• Learn the Vocabulary
• Read the Manual
• Join Professional Organizations such as AES, ARSC, IASA
• Find a Mentor/Advisor
• Participate in Community
The work of audio preservation and archiving is important and rewarding, but it cannot be done in isolation.
Additional Considerations
Recording preservation does not have the perception of importance of other challenges that face humanity. For example, when bees vanish due to colony collapse disorder, the earth will have no food. That thought can elicit enough fear to move people into action. However, when warned that many thousands, and possibly millions, of recordings will be destroyed due to age and will be lost forever, there is apathy. The National Recording Preservation Act was introduced 18 years ago. In that time, only
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small steps have been achieved in the activity of migrating our most vulnerable media by comparison to the media that has not been preserved.
Illuminating the value of these recordings and archiving activities for educational purposes, connection to community, and connection to history from the ground up may result in a renewed interest in this important work. These aspects of preservation work could be explored, communicated and prioritized. Limiting the archiving process to only specialists results in a lost opportunity to connect young people, students, and nonspecialists to this rewarding work. Partnerships could be explored with local library programs where students participate in preservation; universities with audio programs have many students who could be a valuable resource. When framed correctly, local partnerships could offer another solution to create a workforce in the colossal task at hand.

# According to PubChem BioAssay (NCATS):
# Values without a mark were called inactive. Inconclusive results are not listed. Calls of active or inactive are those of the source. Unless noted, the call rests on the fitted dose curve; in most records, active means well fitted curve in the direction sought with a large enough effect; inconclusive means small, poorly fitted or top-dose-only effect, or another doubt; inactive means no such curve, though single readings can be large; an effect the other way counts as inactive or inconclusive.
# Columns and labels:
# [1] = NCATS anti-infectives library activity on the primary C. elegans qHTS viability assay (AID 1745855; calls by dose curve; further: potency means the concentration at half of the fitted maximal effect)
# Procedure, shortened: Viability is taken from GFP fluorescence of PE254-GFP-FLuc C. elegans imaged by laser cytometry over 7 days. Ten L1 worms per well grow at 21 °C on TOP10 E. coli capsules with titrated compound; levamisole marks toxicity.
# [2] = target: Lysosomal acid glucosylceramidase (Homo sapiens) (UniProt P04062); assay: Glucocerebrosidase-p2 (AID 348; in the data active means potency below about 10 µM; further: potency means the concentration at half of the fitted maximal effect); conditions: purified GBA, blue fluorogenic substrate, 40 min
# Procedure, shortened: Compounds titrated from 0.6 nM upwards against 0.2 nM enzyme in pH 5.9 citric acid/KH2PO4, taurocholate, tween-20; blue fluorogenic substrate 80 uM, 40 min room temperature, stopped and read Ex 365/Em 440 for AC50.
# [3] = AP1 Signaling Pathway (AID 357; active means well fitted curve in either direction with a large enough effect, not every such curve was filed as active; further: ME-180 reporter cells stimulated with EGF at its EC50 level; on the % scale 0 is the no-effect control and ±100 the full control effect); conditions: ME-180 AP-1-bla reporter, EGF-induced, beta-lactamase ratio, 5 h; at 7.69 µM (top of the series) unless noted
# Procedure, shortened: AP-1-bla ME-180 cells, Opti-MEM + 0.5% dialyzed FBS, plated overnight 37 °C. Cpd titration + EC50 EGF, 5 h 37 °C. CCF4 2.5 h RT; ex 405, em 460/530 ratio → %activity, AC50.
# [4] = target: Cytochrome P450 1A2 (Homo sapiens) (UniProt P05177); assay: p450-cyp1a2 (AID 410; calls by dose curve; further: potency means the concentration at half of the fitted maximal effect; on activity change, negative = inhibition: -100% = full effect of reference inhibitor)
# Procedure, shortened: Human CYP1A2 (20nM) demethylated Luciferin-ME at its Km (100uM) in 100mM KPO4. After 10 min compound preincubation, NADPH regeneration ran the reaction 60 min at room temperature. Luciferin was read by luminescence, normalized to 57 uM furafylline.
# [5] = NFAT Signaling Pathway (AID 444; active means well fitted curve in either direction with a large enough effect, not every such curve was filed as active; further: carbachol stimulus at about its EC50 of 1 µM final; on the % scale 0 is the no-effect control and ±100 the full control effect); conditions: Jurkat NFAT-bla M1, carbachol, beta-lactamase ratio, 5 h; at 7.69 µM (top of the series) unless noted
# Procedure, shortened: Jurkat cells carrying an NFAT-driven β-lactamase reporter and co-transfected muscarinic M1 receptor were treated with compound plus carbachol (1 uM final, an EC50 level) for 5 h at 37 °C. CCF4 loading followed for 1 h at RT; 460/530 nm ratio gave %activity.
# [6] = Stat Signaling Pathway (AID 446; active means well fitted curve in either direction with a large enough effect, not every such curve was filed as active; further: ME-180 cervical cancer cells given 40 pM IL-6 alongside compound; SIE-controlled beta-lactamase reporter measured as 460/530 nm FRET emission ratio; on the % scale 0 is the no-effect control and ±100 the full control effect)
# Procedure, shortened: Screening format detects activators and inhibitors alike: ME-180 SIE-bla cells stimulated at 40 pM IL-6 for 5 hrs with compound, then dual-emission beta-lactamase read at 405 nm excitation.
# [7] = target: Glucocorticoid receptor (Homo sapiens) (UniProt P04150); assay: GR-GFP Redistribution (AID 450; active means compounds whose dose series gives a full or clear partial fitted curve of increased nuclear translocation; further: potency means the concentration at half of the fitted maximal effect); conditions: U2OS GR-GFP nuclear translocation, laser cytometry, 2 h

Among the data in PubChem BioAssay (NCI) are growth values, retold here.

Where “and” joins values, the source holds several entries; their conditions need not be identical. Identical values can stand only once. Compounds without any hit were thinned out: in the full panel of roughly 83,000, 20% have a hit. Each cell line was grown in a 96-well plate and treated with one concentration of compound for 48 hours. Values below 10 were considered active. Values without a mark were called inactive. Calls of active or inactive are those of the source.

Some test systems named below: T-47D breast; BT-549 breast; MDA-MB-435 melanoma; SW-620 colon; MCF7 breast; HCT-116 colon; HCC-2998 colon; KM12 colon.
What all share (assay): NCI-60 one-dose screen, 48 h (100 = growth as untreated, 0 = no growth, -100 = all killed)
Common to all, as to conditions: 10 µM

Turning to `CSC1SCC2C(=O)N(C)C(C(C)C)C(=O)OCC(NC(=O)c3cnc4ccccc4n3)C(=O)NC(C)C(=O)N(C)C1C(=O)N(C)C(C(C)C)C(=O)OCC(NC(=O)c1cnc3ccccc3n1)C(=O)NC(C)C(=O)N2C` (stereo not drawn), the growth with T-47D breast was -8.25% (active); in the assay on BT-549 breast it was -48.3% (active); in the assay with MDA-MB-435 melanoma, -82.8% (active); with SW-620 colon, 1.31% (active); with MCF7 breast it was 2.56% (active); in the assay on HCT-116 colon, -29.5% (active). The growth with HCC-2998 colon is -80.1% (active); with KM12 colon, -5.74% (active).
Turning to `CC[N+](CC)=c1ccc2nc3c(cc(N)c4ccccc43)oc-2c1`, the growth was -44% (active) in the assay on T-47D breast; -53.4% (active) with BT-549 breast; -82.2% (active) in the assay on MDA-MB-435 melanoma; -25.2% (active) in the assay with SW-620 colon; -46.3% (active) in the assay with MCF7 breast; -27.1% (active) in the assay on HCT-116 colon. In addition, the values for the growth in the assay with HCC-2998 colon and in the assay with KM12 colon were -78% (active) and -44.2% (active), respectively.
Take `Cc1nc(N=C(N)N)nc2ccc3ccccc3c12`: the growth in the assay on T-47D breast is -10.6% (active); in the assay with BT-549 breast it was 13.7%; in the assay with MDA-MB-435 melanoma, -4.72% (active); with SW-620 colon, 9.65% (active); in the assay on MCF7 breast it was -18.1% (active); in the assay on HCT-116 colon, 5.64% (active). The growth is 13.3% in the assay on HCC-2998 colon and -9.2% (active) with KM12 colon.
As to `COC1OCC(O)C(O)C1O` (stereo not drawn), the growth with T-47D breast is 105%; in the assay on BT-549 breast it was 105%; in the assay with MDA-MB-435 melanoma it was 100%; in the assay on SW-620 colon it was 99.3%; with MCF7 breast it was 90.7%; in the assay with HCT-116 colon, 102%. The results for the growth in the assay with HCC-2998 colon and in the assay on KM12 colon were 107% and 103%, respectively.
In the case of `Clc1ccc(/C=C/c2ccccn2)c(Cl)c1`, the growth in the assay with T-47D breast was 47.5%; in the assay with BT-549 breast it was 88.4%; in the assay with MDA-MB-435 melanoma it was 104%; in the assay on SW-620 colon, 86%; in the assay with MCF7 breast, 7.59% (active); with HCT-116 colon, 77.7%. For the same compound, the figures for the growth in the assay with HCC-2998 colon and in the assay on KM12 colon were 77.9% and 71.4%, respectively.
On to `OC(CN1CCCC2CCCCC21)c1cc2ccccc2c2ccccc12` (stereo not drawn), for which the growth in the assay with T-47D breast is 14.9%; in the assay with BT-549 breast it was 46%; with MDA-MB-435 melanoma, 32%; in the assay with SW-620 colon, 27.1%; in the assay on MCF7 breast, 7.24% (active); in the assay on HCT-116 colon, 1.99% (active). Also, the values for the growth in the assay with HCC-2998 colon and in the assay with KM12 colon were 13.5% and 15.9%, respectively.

Final Thoughts
Given the amount of migration that must be accomplished in the time prior to media deteriorating beyond playability, the independent audio engineer or audio engineering student could provide an important resource by participating in the preservation task. However, an incredible level of expertise, experience and guidance is necessary to do this work. The barrier to entry is high, and for many, there is little financial reward due to the time commitment and immense amount of overhead. According to the Library of Congress, it is estimated that 400 years of man-hours would be required for archiving just their collections.